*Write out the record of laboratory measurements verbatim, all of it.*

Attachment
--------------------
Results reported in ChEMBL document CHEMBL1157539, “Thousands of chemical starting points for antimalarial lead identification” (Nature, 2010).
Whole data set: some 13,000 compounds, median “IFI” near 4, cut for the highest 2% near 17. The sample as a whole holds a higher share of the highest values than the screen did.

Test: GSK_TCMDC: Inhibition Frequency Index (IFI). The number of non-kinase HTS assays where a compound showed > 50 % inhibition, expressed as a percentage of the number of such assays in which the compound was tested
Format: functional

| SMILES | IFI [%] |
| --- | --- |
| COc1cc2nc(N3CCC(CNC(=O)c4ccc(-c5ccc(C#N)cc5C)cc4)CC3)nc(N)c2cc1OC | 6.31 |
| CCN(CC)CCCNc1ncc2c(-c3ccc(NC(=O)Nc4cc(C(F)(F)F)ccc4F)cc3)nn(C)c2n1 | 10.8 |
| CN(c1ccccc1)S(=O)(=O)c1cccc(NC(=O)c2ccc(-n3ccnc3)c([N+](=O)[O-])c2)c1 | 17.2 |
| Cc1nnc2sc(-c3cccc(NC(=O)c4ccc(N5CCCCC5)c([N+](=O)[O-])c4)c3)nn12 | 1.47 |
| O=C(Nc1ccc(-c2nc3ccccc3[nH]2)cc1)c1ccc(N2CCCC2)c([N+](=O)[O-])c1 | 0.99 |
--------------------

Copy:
Results reported in ChEMBL document CHEMBL1157539, “Thousands of chemical starting points for antimalarial lead identification” (Nature, 2010).
Whole data set: some 13,000 compounds, median “IFI” near 4, cut for the highest 2% near 17. The sample as a whole holds a higher share of the highest values than the screen did.

Test: GSK_TCMDC: Inhibition Frequency Index (IFI). The number of non-kinase HTS assays where a compound showed > 50 % inhibition, expressed as a percentage of the number of such assays in which the compound was tested
Format: functional

| SMILES | IFI [%] |
| --- | --- |
| COc1cc2nc(N3CCC(CNC(=O)c4ccc(-c5ccc(C#N)cc5C)cc4)CC3)nc(N)c2cc1OC | 6.31 |
| CCN(CC)CCCNc1ncc2c(-c3ccc(NC(=O)Nc4cc(C(F)(F)F)ccc4F)cc3)nn(C)c2n1 | 10.8 |
| CN(c1ccccc1)S(=O)(=O)c1cccc(NC(=O)c2ccc(-n3ccnc3)c([N+](=O)[O-])c2)c1 | 17.2 |
| Cc1nnc2sc(-c3cccc(NC(=O)c4ccc(N5CCCCC5)c([N+](=O)[O-])c4)c3)nn12 | 1.47 |
| O=C(Nc1ccc(-c2nc3ccccc3[nH]2)cc1)c1ccc(N2CCCC2)c([N+](=O)[O-])c1 | 0.99 |